Sine-Wave speech is a wonderful example of the importance of patterns when it comes to our sense of sound. When people first hear a sentence that’s been artificially degraded, the sentence sounds like a sequence of “simultaneous whistles, or science fiction sounds.” However, when people are first played the undistorted sentence – they’ve been given the perceptual pattern in advance – they are able to easily interpret the garbled noises. Click here for an elegant example of the phenomenon.
In my book, Proust Was A Neuroscientist, I use this search for patterns – the brain is a pattern-making machine – to explain the allure of music:
It is this psychological instinct–this desperate neuronal search for a pattern, any pattern–that is the source of music. When we listen to a symphony, we hear a noise in motion, each note blurring into the next. The sound seems continuous. Of course, the physical reality is that each sound wave is really a separate thing, as discrete as the notes written in the score. But this isn’t the way we experience the music. We continually abstract on our own inputs, inventing patterns in order to keep pace with the onrush of noise. And once our brain finds a pattern, we immediately start to make predictions, imagining what notes will come next. We project our imaginary order into the future, transposing the melody we have just heard into the melody we expect. By listening for patterns, by interpreting every note in terms of our expectations, we turn the scraps of sound into the ebb and flow of a symphony.
To demonstrate this psychological principle, the musicologist Leonard Meyer, in his classic book Emotion and Meaning in Music (1956), analyzed the 5th movement of Beethoven’s String Quartet in C-sharp minor, Op. 131. Meyer wanted to show how music is defined by its flirtation with–but not submission to–our expectations of order. He dissected fifty measures of Beethoven’s masterpiece, showing how Beethoven begins with the clear statement of a rhythmic and harmonic pattern and then, in an intricate tonal dance, carefully avoids repeating it. What Beethoven does instead is suggest variations of the pattern. He is its evasive shadow. If E major is the tonic, Beethoven will play incomplete versions of the E major chord, always careful to avoid its straight expression. He wants to preserve an element of uncertainty in his music, making our brains beg for the one chord he refuses to give us. Beethoven saves that chord for the end.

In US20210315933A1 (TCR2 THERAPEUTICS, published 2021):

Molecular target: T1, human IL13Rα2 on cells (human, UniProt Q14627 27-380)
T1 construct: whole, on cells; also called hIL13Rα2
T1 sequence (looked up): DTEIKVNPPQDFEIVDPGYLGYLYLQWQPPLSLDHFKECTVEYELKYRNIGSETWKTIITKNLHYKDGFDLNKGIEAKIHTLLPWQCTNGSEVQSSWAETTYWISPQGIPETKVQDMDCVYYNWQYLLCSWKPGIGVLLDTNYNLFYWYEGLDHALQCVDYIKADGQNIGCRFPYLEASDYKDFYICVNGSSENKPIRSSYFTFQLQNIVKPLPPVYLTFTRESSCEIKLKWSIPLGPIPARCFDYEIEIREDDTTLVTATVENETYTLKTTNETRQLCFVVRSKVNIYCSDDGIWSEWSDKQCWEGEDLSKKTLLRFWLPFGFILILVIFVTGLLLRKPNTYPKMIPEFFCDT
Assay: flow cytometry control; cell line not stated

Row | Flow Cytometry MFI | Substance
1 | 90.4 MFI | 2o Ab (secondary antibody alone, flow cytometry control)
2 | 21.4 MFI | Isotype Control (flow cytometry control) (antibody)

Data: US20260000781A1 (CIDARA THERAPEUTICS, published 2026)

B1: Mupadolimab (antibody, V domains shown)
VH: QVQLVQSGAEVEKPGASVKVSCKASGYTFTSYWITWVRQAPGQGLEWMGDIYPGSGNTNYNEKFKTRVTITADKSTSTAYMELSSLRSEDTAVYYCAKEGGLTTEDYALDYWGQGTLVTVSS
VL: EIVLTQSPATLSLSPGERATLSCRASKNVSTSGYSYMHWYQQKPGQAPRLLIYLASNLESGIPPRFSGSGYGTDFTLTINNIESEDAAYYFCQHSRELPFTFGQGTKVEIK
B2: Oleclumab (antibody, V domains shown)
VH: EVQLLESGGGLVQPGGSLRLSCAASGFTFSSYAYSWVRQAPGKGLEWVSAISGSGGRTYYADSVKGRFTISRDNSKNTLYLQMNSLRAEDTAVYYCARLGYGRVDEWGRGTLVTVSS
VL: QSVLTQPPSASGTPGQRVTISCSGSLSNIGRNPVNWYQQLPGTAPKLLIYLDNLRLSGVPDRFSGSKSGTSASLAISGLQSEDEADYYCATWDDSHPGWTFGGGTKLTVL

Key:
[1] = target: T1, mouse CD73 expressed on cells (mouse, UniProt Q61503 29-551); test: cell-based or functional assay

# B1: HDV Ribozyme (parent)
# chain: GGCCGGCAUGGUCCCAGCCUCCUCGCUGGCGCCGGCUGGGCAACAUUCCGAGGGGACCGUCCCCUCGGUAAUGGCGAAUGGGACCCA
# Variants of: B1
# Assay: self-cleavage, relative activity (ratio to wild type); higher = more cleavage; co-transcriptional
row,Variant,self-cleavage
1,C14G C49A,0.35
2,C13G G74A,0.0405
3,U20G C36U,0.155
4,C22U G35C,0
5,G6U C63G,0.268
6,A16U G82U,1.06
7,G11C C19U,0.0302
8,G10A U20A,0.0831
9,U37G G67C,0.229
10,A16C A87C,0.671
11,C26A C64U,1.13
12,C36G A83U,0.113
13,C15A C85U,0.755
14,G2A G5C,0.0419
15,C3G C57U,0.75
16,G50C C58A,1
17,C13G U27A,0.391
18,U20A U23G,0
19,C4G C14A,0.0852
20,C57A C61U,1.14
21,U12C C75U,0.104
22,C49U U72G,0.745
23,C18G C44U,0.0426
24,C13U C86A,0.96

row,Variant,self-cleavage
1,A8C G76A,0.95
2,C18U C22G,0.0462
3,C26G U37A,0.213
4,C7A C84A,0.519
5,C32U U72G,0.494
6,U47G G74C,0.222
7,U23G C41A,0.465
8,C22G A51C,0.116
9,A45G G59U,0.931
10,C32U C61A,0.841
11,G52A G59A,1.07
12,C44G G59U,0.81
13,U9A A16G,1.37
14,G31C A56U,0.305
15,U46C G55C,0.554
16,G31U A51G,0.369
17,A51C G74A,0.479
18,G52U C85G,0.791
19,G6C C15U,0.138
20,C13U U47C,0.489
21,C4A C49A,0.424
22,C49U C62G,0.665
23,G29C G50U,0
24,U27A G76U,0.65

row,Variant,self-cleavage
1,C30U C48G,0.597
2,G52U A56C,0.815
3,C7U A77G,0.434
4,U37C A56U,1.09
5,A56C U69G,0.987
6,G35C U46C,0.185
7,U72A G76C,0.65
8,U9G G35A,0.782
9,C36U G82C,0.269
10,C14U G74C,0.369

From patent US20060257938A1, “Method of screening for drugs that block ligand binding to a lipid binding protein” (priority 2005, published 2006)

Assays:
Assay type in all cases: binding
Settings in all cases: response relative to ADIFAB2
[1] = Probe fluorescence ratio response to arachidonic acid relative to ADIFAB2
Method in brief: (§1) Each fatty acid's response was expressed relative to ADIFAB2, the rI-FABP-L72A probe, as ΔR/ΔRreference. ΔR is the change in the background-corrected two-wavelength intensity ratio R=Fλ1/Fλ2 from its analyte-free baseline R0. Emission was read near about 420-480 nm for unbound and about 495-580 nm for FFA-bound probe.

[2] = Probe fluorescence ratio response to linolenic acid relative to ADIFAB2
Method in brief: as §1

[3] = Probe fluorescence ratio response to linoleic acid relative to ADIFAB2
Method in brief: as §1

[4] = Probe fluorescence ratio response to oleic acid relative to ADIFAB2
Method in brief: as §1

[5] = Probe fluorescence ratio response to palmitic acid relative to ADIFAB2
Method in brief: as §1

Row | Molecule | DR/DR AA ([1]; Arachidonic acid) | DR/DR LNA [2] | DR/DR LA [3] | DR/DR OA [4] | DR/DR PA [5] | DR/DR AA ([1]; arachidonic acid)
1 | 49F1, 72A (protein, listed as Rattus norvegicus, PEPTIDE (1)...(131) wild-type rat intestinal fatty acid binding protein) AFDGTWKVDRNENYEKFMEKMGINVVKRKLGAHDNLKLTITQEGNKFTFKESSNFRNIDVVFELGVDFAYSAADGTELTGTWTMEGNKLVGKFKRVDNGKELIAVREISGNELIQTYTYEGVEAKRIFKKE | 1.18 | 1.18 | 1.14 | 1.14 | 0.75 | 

In that sense, Beethoven is using the same trick as sine-wave speech. By giving us a melodic pattern at the beginning of the symphony, he hands our brain an interpretative key, allowing us to make sense of all the ensuing notes.